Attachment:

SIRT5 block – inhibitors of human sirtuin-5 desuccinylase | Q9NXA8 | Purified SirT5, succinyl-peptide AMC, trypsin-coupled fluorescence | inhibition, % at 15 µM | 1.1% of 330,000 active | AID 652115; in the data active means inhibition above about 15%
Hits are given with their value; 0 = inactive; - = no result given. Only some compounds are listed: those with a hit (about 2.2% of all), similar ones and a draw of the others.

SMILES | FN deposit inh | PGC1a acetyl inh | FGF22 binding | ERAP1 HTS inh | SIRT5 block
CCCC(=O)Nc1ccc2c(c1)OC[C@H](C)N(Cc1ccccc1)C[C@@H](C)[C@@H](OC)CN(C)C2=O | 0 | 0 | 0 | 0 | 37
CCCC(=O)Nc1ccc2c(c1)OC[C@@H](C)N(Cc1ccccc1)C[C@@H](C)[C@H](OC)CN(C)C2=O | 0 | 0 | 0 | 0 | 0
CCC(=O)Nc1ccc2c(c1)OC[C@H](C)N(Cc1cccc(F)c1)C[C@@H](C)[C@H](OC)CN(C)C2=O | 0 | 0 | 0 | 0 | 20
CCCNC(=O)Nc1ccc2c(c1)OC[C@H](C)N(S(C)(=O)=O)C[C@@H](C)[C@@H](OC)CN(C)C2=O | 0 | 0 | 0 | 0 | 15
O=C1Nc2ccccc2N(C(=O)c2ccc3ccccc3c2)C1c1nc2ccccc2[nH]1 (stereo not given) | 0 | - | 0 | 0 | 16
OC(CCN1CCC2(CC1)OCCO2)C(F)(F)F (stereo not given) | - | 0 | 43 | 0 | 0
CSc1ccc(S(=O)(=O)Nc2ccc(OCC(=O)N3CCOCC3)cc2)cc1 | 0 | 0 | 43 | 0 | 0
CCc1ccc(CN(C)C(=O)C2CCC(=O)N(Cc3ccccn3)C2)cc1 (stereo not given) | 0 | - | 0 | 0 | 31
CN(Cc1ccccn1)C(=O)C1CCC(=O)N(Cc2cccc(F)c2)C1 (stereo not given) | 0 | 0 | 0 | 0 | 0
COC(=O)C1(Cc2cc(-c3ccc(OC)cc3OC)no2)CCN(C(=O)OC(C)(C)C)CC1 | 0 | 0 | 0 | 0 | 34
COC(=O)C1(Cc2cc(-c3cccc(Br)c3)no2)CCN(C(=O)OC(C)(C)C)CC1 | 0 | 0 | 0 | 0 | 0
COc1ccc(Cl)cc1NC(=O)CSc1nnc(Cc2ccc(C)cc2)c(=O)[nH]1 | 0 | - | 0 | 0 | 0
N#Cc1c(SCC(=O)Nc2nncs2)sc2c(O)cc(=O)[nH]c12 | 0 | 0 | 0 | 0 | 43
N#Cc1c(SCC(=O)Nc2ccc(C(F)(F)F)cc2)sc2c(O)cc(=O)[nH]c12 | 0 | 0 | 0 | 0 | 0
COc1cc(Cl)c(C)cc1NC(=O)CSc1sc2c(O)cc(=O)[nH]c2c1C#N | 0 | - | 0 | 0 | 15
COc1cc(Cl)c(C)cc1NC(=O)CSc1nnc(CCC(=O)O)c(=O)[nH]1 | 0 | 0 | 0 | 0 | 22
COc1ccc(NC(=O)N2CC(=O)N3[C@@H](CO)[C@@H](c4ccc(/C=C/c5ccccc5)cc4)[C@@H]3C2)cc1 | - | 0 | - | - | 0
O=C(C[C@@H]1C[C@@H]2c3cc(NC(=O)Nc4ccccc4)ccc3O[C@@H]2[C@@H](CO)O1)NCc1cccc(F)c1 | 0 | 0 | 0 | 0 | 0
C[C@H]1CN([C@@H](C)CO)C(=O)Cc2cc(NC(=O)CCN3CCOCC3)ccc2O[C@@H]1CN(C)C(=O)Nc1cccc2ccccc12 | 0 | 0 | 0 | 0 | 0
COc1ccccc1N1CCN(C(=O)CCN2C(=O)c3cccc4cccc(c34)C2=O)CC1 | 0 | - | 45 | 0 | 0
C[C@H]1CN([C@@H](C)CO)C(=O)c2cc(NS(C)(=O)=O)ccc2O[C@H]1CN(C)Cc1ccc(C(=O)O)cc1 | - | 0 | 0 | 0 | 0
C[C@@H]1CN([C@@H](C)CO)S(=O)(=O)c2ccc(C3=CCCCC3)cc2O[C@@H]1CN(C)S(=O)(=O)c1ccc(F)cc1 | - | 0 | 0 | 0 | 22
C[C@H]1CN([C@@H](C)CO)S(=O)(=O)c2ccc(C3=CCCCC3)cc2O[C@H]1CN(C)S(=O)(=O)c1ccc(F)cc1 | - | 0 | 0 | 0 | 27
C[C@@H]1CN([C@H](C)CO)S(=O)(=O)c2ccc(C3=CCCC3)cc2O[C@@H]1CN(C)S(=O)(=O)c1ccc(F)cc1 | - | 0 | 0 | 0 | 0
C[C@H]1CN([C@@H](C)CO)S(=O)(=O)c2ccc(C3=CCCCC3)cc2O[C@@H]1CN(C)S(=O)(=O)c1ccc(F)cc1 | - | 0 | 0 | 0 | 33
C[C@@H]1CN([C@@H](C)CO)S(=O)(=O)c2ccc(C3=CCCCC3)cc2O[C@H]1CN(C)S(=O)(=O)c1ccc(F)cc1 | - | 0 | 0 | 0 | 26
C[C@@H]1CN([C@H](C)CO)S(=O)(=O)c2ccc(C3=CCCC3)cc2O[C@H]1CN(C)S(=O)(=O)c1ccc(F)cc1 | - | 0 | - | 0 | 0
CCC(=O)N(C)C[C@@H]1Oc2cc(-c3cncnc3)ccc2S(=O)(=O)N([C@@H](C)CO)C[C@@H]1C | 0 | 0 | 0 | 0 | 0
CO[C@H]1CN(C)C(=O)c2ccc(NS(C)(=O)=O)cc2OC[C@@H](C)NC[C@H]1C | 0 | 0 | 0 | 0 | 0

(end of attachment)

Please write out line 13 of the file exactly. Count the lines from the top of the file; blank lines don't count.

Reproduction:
COC(=O)C1(Cc2cc(-c3ccc(OC)cc3OC)no2)CCN(C(=O)OC(C)(C)C)CC1 | 0 | 0 | 0 | 0 | 34